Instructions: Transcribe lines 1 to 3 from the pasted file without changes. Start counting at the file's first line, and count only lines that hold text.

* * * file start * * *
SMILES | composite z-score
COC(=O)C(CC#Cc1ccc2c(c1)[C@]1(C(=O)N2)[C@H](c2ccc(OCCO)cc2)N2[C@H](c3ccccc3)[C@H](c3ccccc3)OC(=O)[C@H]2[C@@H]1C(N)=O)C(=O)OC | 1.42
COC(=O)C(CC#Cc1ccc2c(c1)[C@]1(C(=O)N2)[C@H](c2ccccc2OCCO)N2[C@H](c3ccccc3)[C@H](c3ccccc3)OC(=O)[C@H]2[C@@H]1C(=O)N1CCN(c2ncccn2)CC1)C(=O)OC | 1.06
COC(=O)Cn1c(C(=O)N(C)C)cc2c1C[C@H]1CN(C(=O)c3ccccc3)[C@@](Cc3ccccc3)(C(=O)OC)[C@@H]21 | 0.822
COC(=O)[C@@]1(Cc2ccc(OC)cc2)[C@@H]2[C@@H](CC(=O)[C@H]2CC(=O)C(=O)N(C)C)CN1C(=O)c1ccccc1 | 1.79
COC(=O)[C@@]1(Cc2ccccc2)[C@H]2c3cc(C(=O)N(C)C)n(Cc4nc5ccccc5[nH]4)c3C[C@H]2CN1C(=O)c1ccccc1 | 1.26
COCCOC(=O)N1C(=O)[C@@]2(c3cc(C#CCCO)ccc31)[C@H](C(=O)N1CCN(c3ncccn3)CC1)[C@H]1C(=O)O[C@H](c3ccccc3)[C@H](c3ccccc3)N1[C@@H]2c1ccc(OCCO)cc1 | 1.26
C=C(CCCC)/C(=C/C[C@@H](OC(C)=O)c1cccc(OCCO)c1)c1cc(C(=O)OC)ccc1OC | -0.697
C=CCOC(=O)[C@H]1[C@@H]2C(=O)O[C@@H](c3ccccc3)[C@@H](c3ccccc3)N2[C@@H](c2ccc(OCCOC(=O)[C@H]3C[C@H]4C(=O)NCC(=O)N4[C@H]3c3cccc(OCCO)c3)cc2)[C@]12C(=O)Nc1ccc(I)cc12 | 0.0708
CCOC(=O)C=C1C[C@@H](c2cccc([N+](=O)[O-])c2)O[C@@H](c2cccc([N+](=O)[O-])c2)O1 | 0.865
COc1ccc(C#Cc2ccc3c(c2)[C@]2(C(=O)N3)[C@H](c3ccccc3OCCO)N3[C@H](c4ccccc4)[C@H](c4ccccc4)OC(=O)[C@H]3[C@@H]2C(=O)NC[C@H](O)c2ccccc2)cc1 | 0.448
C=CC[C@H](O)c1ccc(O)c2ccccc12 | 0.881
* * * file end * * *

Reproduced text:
SMILES | composite z-score
COC(=O)C(CC#Cc1ccc2c(c1)[C@]1(C(=O)N2)[C@H](c2ccc(OCCO)cc2)N2[C@H](c3ccccc3)[C@H](c3ccccc3)OC(=O)[C@H]2[C@@H]1C(N)=O)C(=O)OC | 1.42
COC(=O)C(CC#Cc1ccc2c(c1)[C@]1(C(=O)N2)[C@H](c2ccccc2OCCO)N2[C@H](c3ccccc3)[C@H](c3ccccc3)OC(=O)[C@H]2[C@@H]1C(=O)N1CCN(c2ncccn2)CC1)C(=O)OC | 1.06